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Dynamic replication filters — our wheel will be square!

This is both hilarious and sad. The new MySQL 5.7 milestone release presents a new feature — replication filters are now dynamic. This is a great and long awaited feature, no doubt about it.

In short, for years MySQL slaves could filter the incoming stream of replication events based on the database or table name these events were applicable to. These filters were configured using the my.cnf file (or command-line), in particular with the following variables:


Naturally, users wanted to be able to change the values of these options without having to restart the server. And eventually Davi Arnaut implemented it. MariaDB got it as a contribution back in version 5.5.22. Since that release these options in MariaDB have been dynamic system variables and one could change them at will. For example,

set global replicate_do_db = "mydb1,mydb2";
set global replicate_wild_ignore_table = "mydb1.local%";

Now, I understand that sometimes we might implement a certain useful feature first. And I understand that in that case Oracle might want to have it, while not looking like they’re following MariaDB. Of course not! The feature must be totally original. With completely incompatible syntax. Most recent examples would be EXPLAIN FOR CONNECTION in MySQL 5.7.2 about a year after SHOW EXPLAIN was introduced in MariaDB, and multi-source replication using “channels”, while MariaDB has already been using named slaves for quite a while.

But really, there should be some logic in it. Admittedly, EXPLAIN FOR CONNECTION isn’t worse than SHOW EXPLAIN. And multi-source “channels” look just fine, syntax-wise. Still, if there is a command-line option, there (almost always) is a corresponding system variable, visible in SHOW VARIABLES. One (almost always) changes the value of the option by assigning a new value to the corresponding variable. There is only one way of doing it.

Alas, we have taken this way in MariaDB. So, by strictly adhering to the NIH principle (and, I suspect, internal Oracle policies), MySQL developers simply had to invent a different way of changing server options. Lo and behold, CHANGE REPLICATION FILTER statement. Examples are:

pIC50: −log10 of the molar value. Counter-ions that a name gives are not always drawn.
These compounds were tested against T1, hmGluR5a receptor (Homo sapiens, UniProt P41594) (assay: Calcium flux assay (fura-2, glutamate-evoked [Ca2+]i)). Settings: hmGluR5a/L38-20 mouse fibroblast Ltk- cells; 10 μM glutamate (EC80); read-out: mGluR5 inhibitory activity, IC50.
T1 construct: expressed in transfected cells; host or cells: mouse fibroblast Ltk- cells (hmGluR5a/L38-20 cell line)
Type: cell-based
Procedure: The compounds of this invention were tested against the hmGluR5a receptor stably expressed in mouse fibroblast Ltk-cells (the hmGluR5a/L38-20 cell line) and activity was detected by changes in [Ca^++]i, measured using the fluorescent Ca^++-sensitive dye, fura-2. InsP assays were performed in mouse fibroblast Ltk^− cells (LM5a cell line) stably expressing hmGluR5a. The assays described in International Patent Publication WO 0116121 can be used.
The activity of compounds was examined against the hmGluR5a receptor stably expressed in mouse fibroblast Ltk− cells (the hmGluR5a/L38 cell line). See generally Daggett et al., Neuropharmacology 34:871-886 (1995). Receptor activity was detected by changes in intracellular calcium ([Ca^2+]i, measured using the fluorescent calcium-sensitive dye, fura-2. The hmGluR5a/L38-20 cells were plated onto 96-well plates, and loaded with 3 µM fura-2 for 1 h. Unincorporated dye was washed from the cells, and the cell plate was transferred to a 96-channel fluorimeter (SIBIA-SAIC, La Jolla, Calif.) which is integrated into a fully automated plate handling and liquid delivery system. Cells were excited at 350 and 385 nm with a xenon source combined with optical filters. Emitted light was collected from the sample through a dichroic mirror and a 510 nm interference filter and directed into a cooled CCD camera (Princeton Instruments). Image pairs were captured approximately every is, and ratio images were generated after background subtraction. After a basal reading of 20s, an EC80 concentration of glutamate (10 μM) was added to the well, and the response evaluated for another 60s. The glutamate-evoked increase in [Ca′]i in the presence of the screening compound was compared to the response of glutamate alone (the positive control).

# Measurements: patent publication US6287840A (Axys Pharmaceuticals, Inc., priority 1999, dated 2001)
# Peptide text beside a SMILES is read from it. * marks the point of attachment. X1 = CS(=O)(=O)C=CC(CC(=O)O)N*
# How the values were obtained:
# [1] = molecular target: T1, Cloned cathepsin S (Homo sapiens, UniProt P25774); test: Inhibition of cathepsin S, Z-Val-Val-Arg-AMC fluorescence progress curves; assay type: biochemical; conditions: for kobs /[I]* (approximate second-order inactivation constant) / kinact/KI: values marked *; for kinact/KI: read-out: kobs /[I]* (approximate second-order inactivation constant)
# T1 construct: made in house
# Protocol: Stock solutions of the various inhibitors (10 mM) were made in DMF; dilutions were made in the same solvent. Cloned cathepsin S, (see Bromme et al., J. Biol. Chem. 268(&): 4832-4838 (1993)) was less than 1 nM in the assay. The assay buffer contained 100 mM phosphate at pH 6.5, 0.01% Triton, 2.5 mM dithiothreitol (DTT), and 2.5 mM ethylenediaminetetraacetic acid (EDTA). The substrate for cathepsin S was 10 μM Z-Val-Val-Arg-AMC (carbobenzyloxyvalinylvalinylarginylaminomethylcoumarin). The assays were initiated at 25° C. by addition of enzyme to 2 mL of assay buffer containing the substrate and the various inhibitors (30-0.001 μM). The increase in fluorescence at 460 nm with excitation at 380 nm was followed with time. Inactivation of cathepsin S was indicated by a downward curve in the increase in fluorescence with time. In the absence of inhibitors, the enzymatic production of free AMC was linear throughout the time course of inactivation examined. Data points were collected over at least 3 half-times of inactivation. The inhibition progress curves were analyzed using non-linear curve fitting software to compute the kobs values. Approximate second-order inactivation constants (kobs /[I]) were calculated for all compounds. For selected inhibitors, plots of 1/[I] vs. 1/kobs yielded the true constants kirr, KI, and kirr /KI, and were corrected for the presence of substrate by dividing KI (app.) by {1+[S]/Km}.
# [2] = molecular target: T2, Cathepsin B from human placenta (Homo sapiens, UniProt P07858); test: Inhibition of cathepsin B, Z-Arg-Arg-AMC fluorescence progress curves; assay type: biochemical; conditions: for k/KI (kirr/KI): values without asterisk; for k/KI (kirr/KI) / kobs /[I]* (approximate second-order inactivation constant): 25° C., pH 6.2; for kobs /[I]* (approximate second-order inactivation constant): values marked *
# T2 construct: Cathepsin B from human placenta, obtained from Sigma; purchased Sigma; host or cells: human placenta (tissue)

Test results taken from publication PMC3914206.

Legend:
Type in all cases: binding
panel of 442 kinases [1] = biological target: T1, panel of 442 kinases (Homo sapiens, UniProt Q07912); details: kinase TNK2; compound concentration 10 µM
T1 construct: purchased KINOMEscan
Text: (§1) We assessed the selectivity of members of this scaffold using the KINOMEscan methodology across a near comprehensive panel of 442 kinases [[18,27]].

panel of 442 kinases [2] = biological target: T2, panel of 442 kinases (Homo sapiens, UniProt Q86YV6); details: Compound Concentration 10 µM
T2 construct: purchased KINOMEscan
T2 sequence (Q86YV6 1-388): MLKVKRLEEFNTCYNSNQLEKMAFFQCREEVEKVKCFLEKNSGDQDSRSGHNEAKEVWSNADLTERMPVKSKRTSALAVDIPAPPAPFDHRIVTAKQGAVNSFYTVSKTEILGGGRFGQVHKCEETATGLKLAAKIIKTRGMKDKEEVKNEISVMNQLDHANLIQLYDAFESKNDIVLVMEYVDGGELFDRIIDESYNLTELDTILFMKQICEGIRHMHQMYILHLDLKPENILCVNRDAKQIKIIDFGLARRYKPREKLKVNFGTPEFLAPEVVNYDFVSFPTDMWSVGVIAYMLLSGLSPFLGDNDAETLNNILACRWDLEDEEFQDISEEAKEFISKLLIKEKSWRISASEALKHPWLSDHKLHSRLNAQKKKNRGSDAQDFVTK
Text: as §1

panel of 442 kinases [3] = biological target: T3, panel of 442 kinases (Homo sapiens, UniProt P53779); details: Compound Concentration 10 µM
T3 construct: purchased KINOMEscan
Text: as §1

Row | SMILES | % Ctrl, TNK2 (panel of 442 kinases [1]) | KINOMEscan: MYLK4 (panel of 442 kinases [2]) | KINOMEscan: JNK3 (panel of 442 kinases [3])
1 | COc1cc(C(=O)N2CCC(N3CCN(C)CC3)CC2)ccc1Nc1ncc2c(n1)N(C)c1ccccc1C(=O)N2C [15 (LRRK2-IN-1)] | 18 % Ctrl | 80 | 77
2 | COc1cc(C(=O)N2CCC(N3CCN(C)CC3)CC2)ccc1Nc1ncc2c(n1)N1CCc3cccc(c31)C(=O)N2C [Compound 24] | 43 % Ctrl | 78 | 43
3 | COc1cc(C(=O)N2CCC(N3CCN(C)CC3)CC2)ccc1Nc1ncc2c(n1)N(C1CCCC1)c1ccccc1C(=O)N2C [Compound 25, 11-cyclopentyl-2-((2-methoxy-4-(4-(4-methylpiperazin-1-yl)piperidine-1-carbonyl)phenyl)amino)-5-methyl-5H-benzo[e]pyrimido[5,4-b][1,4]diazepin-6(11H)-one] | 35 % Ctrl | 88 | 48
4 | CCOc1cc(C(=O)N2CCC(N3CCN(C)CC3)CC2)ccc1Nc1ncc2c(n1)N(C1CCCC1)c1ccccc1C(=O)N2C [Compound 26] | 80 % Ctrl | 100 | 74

change replication filter replicate_do_db=(mydb1,mydb2);
change replication filter replicate_wild_ignore_table=('mydb1.local%');

Well done. Common sense? Nope, not in this case.


  1. Federico Razzoli Federico Razzoli

    I’ve already watched this movie and I didn’t
    like it. It was called “the browsers war”. Please Oracle, don’t turn
    databases into 90s years browsers. A war is never between 2 companies – it’s always against users.

  2. Richard Bensley Richard Bensley

    Thanks for pointing that out Sergei, very useful. What do you think about being able to set filters for different repliaction filters individually for each master on a multi-source slave?

    • Sergei Sergei

      Sure. In MariaDB it works. The syntax is what you may expect (same as for named key caches):

      set @@connection_name.replication_do_table=…

      and the same from my.cnf or command line.

      In MySQL it doesn’t seem to work. Admittedly, I didn’t try, but from looking at the source code I don’t see it being implemented. I suppose they’ll eventually do something like

      change replication filter for channel xxx replication_do_table=(…)